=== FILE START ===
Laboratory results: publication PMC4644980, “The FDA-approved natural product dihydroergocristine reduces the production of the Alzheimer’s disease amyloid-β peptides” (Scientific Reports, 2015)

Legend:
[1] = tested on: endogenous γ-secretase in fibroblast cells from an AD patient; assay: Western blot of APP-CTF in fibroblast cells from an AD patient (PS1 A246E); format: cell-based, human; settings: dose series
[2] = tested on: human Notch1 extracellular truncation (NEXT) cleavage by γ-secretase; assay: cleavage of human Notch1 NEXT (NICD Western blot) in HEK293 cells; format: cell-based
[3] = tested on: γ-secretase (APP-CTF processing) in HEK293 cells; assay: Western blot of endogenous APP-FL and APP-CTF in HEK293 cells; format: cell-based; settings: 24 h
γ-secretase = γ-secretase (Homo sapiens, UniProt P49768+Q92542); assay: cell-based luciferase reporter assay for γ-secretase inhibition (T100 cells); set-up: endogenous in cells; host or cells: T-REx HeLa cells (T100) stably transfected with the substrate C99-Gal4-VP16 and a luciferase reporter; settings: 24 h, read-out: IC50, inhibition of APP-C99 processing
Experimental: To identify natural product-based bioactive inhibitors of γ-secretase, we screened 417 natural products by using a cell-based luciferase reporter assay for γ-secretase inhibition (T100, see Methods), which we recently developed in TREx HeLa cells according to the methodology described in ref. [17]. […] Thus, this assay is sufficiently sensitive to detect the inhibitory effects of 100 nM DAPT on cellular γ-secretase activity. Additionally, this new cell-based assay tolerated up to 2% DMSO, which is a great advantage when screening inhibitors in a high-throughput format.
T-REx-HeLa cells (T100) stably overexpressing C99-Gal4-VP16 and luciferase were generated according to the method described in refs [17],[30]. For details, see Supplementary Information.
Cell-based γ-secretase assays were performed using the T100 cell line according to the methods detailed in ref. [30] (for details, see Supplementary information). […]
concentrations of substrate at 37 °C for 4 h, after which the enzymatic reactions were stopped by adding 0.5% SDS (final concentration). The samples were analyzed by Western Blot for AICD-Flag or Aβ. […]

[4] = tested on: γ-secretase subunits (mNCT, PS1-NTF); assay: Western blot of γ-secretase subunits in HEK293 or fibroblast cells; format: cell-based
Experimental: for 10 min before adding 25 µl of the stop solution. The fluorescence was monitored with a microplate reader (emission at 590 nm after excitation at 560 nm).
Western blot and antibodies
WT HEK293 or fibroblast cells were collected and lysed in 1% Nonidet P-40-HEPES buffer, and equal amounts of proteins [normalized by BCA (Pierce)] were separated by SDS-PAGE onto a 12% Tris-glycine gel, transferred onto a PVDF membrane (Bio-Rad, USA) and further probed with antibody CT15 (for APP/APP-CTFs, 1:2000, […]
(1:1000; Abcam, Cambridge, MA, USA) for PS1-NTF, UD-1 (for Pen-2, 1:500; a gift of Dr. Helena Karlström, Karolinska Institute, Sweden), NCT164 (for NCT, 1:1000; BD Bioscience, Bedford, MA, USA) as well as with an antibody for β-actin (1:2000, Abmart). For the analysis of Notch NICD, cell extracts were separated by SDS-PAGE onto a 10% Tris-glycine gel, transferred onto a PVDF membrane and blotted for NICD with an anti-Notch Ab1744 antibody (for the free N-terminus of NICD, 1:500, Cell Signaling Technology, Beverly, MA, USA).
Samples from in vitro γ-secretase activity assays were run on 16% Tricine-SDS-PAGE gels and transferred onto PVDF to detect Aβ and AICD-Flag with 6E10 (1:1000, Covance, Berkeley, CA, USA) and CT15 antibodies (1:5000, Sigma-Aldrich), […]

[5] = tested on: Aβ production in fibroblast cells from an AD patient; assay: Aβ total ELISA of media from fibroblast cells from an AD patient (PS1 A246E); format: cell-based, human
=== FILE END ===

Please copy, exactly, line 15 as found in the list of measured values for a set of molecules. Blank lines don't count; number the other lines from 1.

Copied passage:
(1:1000; Abcam, Cambridge, MA, USA) for PS1-NTF, UD-1 (for Pen-2, 1:500; a gift of Dr. Helena Karlström, Karolinska Institute, Sweden), NCT164 (for NCT, 1:1000; BD Bioscience, Bedford, MA, USA) as well as with an antibody for β-actin (1:2000, Abmart). For the analysis of Notch NICD, cell extracts were separated by SDS-PAGE onto a 10% Tris-glycine gel, transferred onto a PVDF membrane and blotted for NICD with an anti-Notch Ab1744 antibody (for the free N-terminus of NICD, 1:500, Cell Signaling Technology, Beverly, MA, USA).